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Sunday, April 30, 2017

***The Color of Our Sky: A Novel, by Amita Trasi

• Early Reviewer's Edition
•Indian author-debut novel

The Color of Our Sky is a fictionalized portrait of India’s devdasis servants of god. They are lower caste women who, from a prepubescent age, serve as prostitutes in the name of god.  Traditionally it was a revered position.  Today, these women are shunned by the culture that created them.  The plight of these women is fraught with abuse and murder, and is ripe with opportunities for child trafficking.

Trasi handles her subject matter with the care and passion it deserves and clearly has skill for her craft.  I liked her writing style, yet two things kept gnawing away at me as I read her novel.  First, she has the tendency to get carried away with her prose, rendering it overtly melodramatic.  Second, despite all thematic twists and turns, the ending was easy to predict.  How Trasi deals with this in her future work will ultimately define her writing as genre fiction or literary fiction, both valid forms of fiction.  A praiseworthy debut novel.

Saturday, April 1, 2017

****The Postman's Fiancé, by Denis Thériault

The Postman's Fiancé, by Denis Thériault, to be published 06/2017, translated from the French by John Cullen, French Canadian Literature. Early Reviewer's book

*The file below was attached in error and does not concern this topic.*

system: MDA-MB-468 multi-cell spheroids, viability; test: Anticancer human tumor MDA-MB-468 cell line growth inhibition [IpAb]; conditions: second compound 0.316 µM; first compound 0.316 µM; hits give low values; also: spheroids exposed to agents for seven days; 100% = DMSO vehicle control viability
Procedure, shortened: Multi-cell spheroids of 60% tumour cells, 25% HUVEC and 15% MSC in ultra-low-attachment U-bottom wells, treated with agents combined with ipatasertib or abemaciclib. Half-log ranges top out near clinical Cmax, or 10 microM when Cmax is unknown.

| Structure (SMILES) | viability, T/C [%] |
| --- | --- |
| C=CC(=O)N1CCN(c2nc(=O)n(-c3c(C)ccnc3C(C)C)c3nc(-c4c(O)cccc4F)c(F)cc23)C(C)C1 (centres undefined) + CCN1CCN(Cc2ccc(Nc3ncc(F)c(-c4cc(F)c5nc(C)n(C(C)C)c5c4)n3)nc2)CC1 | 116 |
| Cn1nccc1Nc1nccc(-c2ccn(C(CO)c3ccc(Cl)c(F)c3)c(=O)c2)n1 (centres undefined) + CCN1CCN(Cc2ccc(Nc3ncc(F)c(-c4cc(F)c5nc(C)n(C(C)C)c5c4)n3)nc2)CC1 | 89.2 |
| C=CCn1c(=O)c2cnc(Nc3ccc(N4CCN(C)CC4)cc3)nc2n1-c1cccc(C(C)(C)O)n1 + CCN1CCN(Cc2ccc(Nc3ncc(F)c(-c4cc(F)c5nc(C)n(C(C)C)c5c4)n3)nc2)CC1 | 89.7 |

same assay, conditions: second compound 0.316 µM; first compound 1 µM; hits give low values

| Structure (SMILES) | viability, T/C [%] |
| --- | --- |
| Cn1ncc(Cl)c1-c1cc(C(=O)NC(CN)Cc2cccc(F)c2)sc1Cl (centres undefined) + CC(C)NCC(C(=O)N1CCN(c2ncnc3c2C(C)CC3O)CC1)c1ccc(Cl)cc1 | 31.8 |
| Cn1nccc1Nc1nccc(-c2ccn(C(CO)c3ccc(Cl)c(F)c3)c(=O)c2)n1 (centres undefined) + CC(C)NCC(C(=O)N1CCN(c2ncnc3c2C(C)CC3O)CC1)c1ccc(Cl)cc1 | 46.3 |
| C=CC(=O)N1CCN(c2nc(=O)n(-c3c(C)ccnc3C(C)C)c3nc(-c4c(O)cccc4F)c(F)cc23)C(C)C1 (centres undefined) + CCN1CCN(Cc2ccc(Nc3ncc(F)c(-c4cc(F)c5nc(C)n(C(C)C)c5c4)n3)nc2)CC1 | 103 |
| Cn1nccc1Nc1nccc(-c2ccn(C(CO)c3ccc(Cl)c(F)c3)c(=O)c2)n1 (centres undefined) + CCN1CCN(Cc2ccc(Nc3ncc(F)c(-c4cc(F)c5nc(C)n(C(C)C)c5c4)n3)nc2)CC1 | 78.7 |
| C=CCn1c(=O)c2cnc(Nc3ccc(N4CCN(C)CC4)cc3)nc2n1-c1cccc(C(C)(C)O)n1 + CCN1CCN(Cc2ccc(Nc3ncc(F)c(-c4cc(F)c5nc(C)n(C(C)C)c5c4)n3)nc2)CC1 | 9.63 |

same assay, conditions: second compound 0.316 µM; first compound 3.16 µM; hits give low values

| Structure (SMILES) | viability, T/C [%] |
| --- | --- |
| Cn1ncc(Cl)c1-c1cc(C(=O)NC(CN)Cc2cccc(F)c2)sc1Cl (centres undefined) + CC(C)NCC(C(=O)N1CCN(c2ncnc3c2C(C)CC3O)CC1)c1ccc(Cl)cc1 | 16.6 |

This was a delightful and original book; one you cannot put down until fully devoured. Theriault’s writing style is elegant, his characters opulent and his descriptions enticing. His work has depth and mystery with meaning and a little verve.  Reality is skillfully suspended as one follows the protagonists on their way to love. However, before you read The Postman’s Fiancé, reading its predecessor, The Peculiar Life of a Lonely Postman, is a must.  They are so beautifully intertwined; I cannot imagine reading one without the other.  The Postman’s Fiancée completes the first novella and together, they are extraordinary. I highly recommend this creative Canadian-French author!

Post-note: This book and the movie, While You Were Sleeping, have nothing in common except a very basic concept. They are two very different tales. Enjoy!

Tuesday, March 21, 2017

****The Patriots by Sana Krasikov

•Author was born in Ukraine and raised in the Soviet Republic of Georgia.  When she was eight years old, her family immigrated to the United States.

•ARC via

This story reveals a relatively unknown part of pre-WWII history, when thousands of Americans succumbed to the allure of the Soviet revolution and emigrated to Soviet Russia. By the time they understood the dangers they were facing, it was too late. Russia surreptitiously revoked their passports and made many automatic Soviet citizens, preventing them from leaving the country.  Surprisingly, Roosevelt knowingly turned a blind eye to their predicament and left thousands of US citizens without recourse.  They were forced to remain in Russia throughout WWII and beyond. Some never lived to return home, especially Jews.

In a story that spans almost eight decades, Krasikov weaves a painful saga illustrating how one decision can affect an entire lifetime. Themes of political idealism and naivete’, personal unrest and family relations fill the pages in this dark, but compelling novel.

Krasikov is a talented author. She writes seamlessly back and forth between decades. Her characters are well-developed and her story is interesting. I looked forward to reading each chapter and felt the ending was strong. I expect we will see more from this new author. Not only does she research her subject matter thoroughly, she is able to construct the elements in a creative and thoughtful manner. A powerful new novelist!

Friday, February 17, 2017

*****The Peculiar Life of a Lonely Postman by DenisThéiault